Friday, October 13, 2006

TOM POTTER Interview! Fuck All Ya'll That Don't Read This

Bantam! Tom Potter & his 'signature licks photo: Amy Cook

By: Rich Tupica

Where is Tom Potter? Why hasn't he put out any records lately? A few years ago Bantam Rooster was touring the United States and Europe promoting albums on Crypt Records and Sympathy For The Record Industry, now Potter has all but fallen off the map of Detroit music, well, actually he did.

Potter and his wife recently packed up and moved out of the motor city to a much cleaner and less violent area of Michigan, since then there hasn't been so much as a 7" single.
From the birth of the distinct Bantam sound in 1994 to the last LP in 2000 entitled 'Fuck All Y'all', every record hauled more ass than the one before it, which is why I am demanding a new Bantam Rooster album! Fuck, I want two more.
Rather than speculate or ponder, I figured I'd better harass T. Jackson Potter and see what he's actually been up to these days. Come to find out, he's in the process of starting a new band as well as writing screenplays. Oh yeah, he also answers the question "will there ever be a new Bantam Rooster album?"

Hey Tom, I'm curious to know why you moved from Detroit to Muskegon, Michigan? That's a drastic change of location.
"I suppose it was kind of a weird move. I don’t know, there are a lot of different factors involved as to why we moved over here. I was pretty burnt out on Detroit, not that there's not still plenty of folks I love in that town, just music and life in general. I really needed a change and to get away. What better place than a town where one can buy a house cheap and live walking distance to the beach. Besides, Detroit's not that far and I'm still back there once or twice a month. I have had a few folks come and hang out here. Jim Diamond was just over and spent an evening at the horse track with me. Chicago, Kalamazoo, Grand Rapids and Lansing are all pretty close too in case I start feeling 'too isolated'. Hell, I can even walk from my house and grab the ferry to Milwaukee."

I see you are writing screenplays? How long have you been doing this for?
"I've been doing it for a couple years now. Still getting my foot in the door, but it's coming along great! I was a finalist in the BlueCat Competition, which is run by Gordy Hoffman, Phillip Seymour's brother and writer of the killer indie flick 'Love Liza' , so that was pretty encouraging. Just got off the phone with Gordy this afternoon and he had a lot of cool shit to say, so I feel I'm on the right track. I really can't discuss what they're about, but can say, in general, my screenplays are pretty darkly funny with a lil' grit thrown in. I've got one project that I worked with Theresa Kereakes, a punk-rock photographer, and Ed from Cobra Verde on. Theresa is currently shopping that around."

Bob Seger Liberation Army, there is some 7" singles, but will there ever be anymore Seger material coming out? If so, on what label?
"It's kind of strange that a one off project of old Seger covers has gone this far but yes, we were just in the studio recording four more tracks which Big Neck will be putting out on CD along with the other two singles. I guess it's not so strange when you consider they're all great songs."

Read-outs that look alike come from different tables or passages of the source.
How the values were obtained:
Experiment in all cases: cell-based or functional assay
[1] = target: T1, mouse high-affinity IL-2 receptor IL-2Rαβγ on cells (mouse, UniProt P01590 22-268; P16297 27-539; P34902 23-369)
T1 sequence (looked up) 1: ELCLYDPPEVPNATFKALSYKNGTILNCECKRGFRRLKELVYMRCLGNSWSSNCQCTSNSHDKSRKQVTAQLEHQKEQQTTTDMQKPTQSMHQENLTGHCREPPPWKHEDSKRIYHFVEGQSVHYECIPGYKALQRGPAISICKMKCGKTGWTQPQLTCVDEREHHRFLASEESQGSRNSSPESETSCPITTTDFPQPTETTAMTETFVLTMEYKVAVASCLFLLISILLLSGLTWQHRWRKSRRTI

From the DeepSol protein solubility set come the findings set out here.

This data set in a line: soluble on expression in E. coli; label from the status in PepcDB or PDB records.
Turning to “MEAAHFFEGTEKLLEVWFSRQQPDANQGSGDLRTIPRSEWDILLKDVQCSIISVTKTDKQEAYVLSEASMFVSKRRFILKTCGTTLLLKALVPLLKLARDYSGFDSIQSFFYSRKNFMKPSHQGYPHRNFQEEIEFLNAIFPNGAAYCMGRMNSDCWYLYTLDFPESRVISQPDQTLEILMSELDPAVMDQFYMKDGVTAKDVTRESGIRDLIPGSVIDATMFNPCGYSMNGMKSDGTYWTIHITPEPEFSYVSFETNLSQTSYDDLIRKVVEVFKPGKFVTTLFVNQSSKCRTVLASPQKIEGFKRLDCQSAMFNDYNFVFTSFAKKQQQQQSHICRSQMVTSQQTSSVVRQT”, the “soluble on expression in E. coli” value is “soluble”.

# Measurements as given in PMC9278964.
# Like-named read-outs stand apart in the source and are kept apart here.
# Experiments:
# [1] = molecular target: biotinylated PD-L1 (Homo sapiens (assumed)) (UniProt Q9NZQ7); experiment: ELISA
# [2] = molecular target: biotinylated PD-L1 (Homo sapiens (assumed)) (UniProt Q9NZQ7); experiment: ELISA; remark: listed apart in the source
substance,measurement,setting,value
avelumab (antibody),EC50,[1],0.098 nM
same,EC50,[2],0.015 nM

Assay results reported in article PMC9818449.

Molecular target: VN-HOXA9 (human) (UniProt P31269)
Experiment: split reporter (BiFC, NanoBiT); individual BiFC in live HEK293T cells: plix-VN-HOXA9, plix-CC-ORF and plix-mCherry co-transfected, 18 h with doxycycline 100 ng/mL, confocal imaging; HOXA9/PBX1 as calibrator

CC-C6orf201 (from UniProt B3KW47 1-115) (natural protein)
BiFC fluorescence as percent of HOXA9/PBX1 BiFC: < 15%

What gave you the inspiration to record the old Seger songs?
"Well, we'd been drinking...honestly, it all came about because Fred Beldin (ex El Smasho/Clutters, current End Times) had time booked with Jim Diamond to record a band he had together. The band broke up a few days before the session so Diamond and I told Fred to come down anyway and we'd 'do something'. Jim Weber was living in Detroit at the time so we pulled him in on bass and got Pat Pantano to play drums, we still had no idea what we were going to do. The night before someone suggested doing an old Seger cover but everyone had different favorites. Rather than argue about it we decided to cut four of 'em."

What is your fondest memory of the Detroit-scene blow-up that happened a few years ago?
"To be honest, Detroit was a lot more fun, for me, before the blow-up. Bantam was already putting out records, touring the U.S. and Europe but we could still come back to Detroit and play in front of the same fifty people and have a blast. Still, it was nice to have more people turn out for shows. It was fun being in Europe and running into pals from Detroit, "Oh, we're in London and the Soledad Brothers are playing up the street" and so on. So it was kind of cool that more bands from town were getting recognition. I'm not a big fan of 'hype' and all that. It was nice while it lasted, I suppose, and I think most of us tried our best to take full advantage, but in the end I guess I don’t really care if the NME likes me or not. I’d rather hang out with my friends than chat up some 'music writer' or 'label shill' who knows nothing about good music."

Tom Potter, chain' smokin'
photo: Theresa Kereakes

Bantam Rooster
, the songs you wrote in that band have "signature licks" that were catchy, spazzy and sometimes downright obnoxious, does the new material you're currently working on resemble that style at all?